James Dean quit rolling in his grave out of boredom ages ago. Harry Styles is still alive, but why shouldn’t he start practicing now? “After,” one of the more plastic molds of troubled heartthrob storytelling in recent memory — based on Anna Todd’s popular Harry-inspired fanfic, in which the One Direction singer embodies a brooding college student — is the kind of dispiriting effort that thinks it’s scratching an itch for masochistic young girls, but primarily suggests that romance, desire and sexuality aren’t worth genuinely exploring.
“After,” which wasn’t screened in advance for critics, also falls into that desperately referential category of love story that name-checks Austen and the Brontes as if that automatically places itself in the same lineage of swoon-worthy classics. Except that when straight-arrow freshman Tessa (Josephine Langford, “Wish Upon”) and British bad-boy Hardin (Hero Fiennes Tiffin) duke it out in lit class over “Pride and Prejudice” — she calls it feminist and empowering, he scoffs that “love is a transaction” — their exchange sounds cut-and-pasted from book reports, because for the entire rest of the movie, they, and everyone else, talk like monosyllabic grade-schoolers. (Which somehow required four screenwriters, including Todd, to pull off.)
When fresh-faced Tessa arrives at college with squeaky-clean, still-in-high-school boyfriend Noah (Dylan Arnold, 2018’s “Halloween”) and controlling mom (Selma Blair) in tow, she finds a bustier-sporting lesbian dorm-mate (Khadijha Red Thunder) with nose studs and dyed hair ready to distract her from, ugh, studying. (Mom’s not happy.) In class she meets studious good guy Landon (Shane Paul McGhie, “What Men Want”), but at an alcohol-fueled party she’s drawn to English major Hardin, the accented rogue who reads hardback novels, grumbles disinterestedly, then toys with nearly kissing her. Who needs sweetie-pie Noah back home and his “night night” texts?
When Hardin takes Tessa to his secret place — a dock on a lake (he’s sensitive!) — she strips and puts on his Ramones T-shirt, and we sense her subjugation is nearly complete. But then there’s his glass-breaking rage at his single dad (Peter Gallagher) for remarrying, which requires Tessa to drop everything in order to comfort a sullen manipulator. That Hardin’s dad is the school chancellor, and his new bride (Jennifer Beals) is nice pal Landon’s mother, are character details that literally add no drama to the central romance, as if Todd stopped her imagination at “Wouldn’t it be neat if …?”
That lack of creativity is matched by Jenny Gage’s her-then-him-then-her direction and the rudimentary dialogue (the lyrics in the pop-song cues are richer), all of it dull enough to make one think the guiding MO was accommodating smartphone check-ins for the social media-addicted. Viewers certainly won’t be kept away from their devices by the performances. Langford has an appealing vibe, but her doormat character is so poorly written it’d be tough for anyone to sell how blind she is. Fiennes Tiffin, on the other hand, mistakes looking medicated for mysteriousness. The other half of the time he acts as if he has a mark to hit, or an object to focus on off-camera. (Maybe you’d give this performance, too, if your key casting reason was, “Resembles Harry Styles.”)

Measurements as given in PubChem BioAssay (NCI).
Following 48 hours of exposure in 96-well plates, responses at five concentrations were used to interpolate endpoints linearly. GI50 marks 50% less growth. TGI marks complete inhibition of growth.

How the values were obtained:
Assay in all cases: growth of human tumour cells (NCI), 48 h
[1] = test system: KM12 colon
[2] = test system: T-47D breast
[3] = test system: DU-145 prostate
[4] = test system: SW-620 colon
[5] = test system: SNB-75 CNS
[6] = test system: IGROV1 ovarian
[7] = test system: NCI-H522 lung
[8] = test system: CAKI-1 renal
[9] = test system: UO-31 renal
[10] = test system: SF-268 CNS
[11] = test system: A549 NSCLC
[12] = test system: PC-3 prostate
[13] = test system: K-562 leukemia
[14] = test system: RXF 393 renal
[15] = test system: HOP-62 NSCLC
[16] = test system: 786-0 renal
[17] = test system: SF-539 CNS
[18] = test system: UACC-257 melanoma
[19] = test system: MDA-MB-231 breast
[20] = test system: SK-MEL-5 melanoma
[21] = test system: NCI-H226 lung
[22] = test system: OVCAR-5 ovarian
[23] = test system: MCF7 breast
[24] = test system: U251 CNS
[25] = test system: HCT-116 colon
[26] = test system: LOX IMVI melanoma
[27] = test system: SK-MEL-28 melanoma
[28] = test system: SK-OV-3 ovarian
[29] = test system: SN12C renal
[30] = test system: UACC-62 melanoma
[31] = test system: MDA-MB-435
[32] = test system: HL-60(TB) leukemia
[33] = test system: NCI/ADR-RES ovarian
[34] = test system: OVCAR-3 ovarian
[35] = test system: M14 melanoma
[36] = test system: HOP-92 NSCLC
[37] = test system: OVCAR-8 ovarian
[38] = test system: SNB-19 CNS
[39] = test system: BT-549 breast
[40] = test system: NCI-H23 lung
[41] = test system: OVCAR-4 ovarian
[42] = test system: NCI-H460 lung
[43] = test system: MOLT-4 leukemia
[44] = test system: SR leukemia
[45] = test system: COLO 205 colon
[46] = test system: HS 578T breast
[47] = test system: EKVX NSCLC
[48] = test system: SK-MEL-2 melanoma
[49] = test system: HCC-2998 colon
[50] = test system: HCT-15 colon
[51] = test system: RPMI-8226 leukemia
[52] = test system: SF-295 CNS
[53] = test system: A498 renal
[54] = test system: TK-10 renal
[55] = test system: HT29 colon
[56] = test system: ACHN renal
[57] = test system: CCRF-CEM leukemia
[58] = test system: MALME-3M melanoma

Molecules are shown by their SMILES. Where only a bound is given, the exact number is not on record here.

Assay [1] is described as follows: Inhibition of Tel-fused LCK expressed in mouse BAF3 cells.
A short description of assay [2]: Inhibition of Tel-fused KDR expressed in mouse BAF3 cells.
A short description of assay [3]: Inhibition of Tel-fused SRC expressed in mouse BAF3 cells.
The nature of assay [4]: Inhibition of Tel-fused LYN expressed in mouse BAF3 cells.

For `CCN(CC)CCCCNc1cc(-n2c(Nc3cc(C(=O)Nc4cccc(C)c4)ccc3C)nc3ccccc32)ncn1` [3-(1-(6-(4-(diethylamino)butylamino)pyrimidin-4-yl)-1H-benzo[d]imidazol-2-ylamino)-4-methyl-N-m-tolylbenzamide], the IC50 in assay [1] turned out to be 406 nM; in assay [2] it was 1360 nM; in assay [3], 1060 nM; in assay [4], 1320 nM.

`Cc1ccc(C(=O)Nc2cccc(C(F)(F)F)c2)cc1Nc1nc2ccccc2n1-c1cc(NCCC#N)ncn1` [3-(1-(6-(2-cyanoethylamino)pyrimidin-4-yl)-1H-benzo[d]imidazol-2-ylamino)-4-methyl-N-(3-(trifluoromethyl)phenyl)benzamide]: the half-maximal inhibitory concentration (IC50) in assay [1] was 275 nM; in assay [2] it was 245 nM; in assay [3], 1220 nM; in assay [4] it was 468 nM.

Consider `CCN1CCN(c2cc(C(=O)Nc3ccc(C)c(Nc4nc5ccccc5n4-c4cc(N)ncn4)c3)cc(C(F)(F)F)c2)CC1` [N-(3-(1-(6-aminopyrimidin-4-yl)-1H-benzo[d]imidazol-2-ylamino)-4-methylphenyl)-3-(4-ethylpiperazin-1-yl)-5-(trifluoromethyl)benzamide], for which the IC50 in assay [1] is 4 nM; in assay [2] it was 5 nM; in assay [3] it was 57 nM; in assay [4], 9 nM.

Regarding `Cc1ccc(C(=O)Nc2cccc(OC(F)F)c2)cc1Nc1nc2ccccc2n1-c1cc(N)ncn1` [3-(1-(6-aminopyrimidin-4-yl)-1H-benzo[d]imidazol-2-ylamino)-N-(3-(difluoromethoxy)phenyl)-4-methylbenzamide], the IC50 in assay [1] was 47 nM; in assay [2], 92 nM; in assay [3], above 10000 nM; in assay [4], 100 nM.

You can sense a little more attention given to the scenes of intimacy, if only because this is the stuff in fanfic that drives fans to the fic. But the PG-13 eroticism in “After” is mostly derived from close-ups of fingers gingerly breaching waistlines before cutting to its stars’ faces struggling to convey “Is this OK?” or “I think this is OK” or “You want it to be OK.”
Langford valiantly accepts that with most of the camera time trained on her doe-eyed mug, eventually some version of her happy face will transmit as ecstasy. But the story’s timing and the direction do her sexual-awakening trajectory no favors when the big loss-of-virginity moment, initiated by her, comes almost immediately after Hardin bitterly chokes out an I-hate-dad memory in which father’s drunkenness indirectly led to the rape of his mother, while he watched, helplessly. Um, here’s your nookie prize for opening up?
That “After” is already a troubling movie about falling for the troubled makes the ridiculous third-act reveal about Hardin’s motivations feel like an unneeded extra layer of psychological torture. There are twists, and then there are twists of the knife. In the real world, the story of “After” would be the set-up for a tale of righteous vengeance, or at least an all-in barn-burner about obsession and carnality. But it’s the heart-emoji OMG shell on an SOS romance that makes “After” not just bad, but worrisome.